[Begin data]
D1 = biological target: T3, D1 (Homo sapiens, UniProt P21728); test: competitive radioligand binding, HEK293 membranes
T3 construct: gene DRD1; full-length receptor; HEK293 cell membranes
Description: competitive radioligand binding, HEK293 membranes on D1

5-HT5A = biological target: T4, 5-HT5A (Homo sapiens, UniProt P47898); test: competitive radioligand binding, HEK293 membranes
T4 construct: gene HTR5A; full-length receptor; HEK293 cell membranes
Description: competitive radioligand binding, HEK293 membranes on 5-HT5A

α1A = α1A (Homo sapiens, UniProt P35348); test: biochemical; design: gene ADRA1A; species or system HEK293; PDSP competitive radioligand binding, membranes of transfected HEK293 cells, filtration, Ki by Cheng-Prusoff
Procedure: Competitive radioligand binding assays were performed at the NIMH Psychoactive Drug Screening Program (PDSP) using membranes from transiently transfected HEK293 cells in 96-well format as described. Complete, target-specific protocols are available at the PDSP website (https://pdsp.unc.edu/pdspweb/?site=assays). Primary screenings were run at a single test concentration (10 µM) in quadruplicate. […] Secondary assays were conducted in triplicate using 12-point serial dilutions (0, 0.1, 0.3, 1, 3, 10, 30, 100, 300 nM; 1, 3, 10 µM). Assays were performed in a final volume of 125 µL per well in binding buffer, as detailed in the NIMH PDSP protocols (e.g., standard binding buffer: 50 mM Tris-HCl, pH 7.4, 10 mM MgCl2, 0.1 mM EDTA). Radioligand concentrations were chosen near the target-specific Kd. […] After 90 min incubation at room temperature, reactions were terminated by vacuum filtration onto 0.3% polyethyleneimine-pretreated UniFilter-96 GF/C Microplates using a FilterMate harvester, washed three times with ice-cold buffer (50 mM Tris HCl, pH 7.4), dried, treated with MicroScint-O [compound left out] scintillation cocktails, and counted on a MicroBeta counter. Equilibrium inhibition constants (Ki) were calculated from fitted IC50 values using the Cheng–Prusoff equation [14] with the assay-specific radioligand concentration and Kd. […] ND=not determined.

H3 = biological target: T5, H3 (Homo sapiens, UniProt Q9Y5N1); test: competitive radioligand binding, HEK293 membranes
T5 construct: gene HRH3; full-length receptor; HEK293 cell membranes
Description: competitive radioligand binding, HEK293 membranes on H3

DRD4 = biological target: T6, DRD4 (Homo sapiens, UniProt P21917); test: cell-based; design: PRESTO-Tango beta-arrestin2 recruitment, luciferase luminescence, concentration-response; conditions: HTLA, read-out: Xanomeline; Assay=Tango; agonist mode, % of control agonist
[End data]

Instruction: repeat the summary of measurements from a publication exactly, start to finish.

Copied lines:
D1 = biological target: T3, D1 (Homo sapiens, UniProt P21728); test: competitive radioligand binding, HEK293 membranes
T3 construct: gene DRD1; full-length receptor; HEK293 cell membranes
Description: competitive radioligand binding, HEK293 membranes on D1

5-HT5A = biological target: T4, 5-HT5A (Homo sapiens, UniProt P47898); test: competitive radioligand binding, HEK293 membranes
T4 construct: gene HTR5A; full-length receptor; HEK293 cell membranes
Description: competitive radioligand binding, HEK293 membranes on 5-HT5A

α1A = α1A (Homo sapiens, UniProt P35348); test: biochemical; design: gene ADRA1A; species or system HEK293; PDSP competitive radioligand binding, membranes of transfected HEK293 cells, filtration, Ki by Cheng-Prusoff
Procedure: Competitive radioligand binding assays were performed at the NIMH Psychoactive Drug Screening Program (PDSP) using membranes from transiently transfected HEK293 cells in 96-well format as described. Complete, target-specific protocols are available at the PDSP website (https://pdsp.unc.edu/pdspweb/?site=assays). Primary screenings were run at a single test concentration (10 µM) in quadruplicate. […] Secondary assays were conducted in triplicate using 12-point serial dilutions (0, 0.1, 0.3, 1, 3, 10, 30, 100, 300 nM; 1, 3, 10 µM). Assays were performed in a final volume of 125 µL per well in binding buffer, as detailed in the NIMH PDSP protocols (e.g., standard binding buffer: 50 mM Tris-HCl, pH 7.4, 10 mM MgCl2, 0.1 mM EDTA). Radioligand concentrations were chosen near the target-specific Kd. […] After 90 min incubation at room temperature, reactions were terminated by vacuum filtration onto 0.3% polyethyleneimine-pretreated UniFilter-96 GF/C Microplates using a FilterMate harvester, washed three times with ice-cold buffer (50 mM Tris HCl, pH 7.4), dried, treated with MicroScint-O [compound left out] scintillation cocktails, and counted on a MicroBeta counter. Equilibrium inhibition constants (Ki) were calculated from fitted IC50 values using the Cheng–Prusoff equation [14] with the assay-specific radioligand concentration and Kd. […] ND=not determined.

H3 = biological target: T5, H3 (Homo sapiens, UniProt Q9Y5N1); test: competitive radioligand binding, HEK293 membranes
T5 construct: gene HRH3; full-length receptor; HEK293 cell membranes
Description: competitive radioligand binding, HEK293 membranes on H3

DRD4 = biological target: T6, DRD4 (Homo sapiens, UniProt P21917); test: cell-based; design: PRESTO-Tango beta-arrestin2 recruitment, luciferase luminescence, concentration-response; conditions: HTLA, read-out: Xanomeline; Assay=Tango; agonist mode, % of control agonist